How to write a good software design doc
19th November 2018

Posted by : Fazil Loladia

Tags : Management

Managing projects of all sizes and levels of complexities is one of the most challenging parts of the business, and managing software development projects is no different. Even contrary, this is a highly complex, requiring working with cross-functional teams, people with industry-specific skills as well as those with the requisite software development expertise.

Legacy systems and infrastructure issues, often insufficient software expertise, communication gaps between different team working on a project – those all only some of the reasons why it is important to specify clearly as many details as possible prior to starting any software development project.

So, good software design documentation and the ultimate success of the project are tightly correlated. A software design document,  which is  also known as a technical specifications
doc,  is a description of how the team plans to solve a problem. According to Wikipedia, software design description (a.k.a. software design document or SDD), also Software Design Specification is a written description of a software product, that a software designer writes in order to give a software development team overall guidance to the architecture of the software project.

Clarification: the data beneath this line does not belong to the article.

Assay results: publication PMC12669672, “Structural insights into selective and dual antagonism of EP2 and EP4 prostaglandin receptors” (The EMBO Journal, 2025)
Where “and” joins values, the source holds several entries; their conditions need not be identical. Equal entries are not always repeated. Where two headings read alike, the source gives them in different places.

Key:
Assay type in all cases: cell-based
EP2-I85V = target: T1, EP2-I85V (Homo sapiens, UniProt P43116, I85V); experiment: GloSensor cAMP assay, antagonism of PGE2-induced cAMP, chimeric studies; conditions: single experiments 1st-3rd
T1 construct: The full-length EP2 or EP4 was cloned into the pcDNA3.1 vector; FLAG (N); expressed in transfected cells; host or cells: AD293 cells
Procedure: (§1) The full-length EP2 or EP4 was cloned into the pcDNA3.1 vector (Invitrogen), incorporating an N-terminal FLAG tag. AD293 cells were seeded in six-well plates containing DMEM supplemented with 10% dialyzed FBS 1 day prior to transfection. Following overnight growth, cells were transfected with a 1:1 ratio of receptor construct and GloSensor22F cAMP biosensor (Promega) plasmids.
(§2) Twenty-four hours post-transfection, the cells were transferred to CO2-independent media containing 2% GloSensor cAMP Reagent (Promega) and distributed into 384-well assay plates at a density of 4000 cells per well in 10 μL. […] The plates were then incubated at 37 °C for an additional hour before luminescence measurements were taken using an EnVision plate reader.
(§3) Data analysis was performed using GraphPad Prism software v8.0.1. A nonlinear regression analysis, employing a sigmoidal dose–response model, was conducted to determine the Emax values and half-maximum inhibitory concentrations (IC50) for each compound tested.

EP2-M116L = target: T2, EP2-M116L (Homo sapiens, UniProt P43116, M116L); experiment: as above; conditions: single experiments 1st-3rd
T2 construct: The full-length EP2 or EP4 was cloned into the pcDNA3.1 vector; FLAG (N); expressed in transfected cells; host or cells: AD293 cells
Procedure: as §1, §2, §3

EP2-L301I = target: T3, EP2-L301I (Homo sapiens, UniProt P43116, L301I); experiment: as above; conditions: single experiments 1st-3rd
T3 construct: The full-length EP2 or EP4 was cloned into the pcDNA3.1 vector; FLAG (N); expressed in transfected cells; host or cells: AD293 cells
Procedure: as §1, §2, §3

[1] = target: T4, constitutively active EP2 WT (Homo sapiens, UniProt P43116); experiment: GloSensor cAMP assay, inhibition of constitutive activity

We now know why software design documentation is so important but how does it look like?

Depending on the type of the project, your design doc can be structured differently. However, there is a simple, commonly used format with a list of sections that you should at least include in your next software design document:

➔ Title & Other (the title of your design doc, author or authors, the reviewers and the date the document was last updated)
➔ Overview (a high level summary that all team members at the company should understand)
➔ Context​ (a description of the project and why the software is needed)
➔ Goals and non-goals ​(describing which problems you will and which ones you won’t be fixing)
➔ Milestones​ (measurable checkpoints break the project down into different milestones)
➔ Proposed solution​ (this might be technical Architecture description)
➔ Alternative solutions​ (stating what are the pros and cons of the alternatives)
➔ Discussion​ (suggested future work, open issues and similar)
➔ Timeline​ (more detailed scoping with estimations and deadlines)

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